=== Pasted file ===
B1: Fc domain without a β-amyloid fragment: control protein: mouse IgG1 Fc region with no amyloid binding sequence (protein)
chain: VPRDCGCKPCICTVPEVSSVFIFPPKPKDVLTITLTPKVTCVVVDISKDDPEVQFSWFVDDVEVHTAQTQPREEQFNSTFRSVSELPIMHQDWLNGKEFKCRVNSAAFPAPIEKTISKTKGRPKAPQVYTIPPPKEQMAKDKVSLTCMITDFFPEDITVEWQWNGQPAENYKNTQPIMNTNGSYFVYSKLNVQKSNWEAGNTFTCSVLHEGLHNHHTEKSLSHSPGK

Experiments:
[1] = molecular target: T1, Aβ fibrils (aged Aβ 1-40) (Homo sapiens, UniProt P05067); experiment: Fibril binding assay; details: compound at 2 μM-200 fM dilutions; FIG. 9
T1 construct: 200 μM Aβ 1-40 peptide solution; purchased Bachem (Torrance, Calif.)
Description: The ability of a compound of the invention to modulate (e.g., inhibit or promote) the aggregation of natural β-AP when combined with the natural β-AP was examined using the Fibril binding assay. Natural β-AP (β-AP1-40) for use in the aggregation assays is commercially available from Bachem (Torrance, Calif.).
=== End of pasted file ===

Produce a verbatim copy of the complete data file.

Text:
B1: Fc domain without a β-amyloid fragment: control protein: mouse IgG1 Fc region with no amyloid binding sequence (protein)
chain: VPRDCGCKPCICTVPEVSSVFIFPPKPKDVLTITLTPKVTCVVVDISKDDPEVQFSWFVDDVEVHTAQTQPREEQFNSTFRSVSELPIMHQDWLNGKEFKCRVNSAAFPAPIEKTISKTKGRPKAPQVYTIPPPKEQMAKDKVSLTCMITDFFPEDITVEWQWNGQPAENYKNTQPIMNTNGSYFVYSKLNVQKSNWEAGNTFTCSVLHEGLHNHHTEKSLSHSPGK

Experiments:
[1] = molecular target: T1, Aβ fibrils (aged Aβ 1-40) (Homo sapiens, UniProt P05067); experiment: Fibril binding assay; details: compound at 2 μM-200 fM dilutions; FIG. 9
T1 construct: 200 μM Aβ 1-40 peptide solution; purchased Bachem (Torrance, Calif.)
Description: The ability of a compound of the invention to modulate (e.g., inhibit or promote) the aggregation of natural β-AP when combined with the natural β-AP was examined using the Fibril binding assay. Natural β-AP (β-AP1-40) for use in the aggregation assays is commercially available from Bachem (Torrance, Calif.).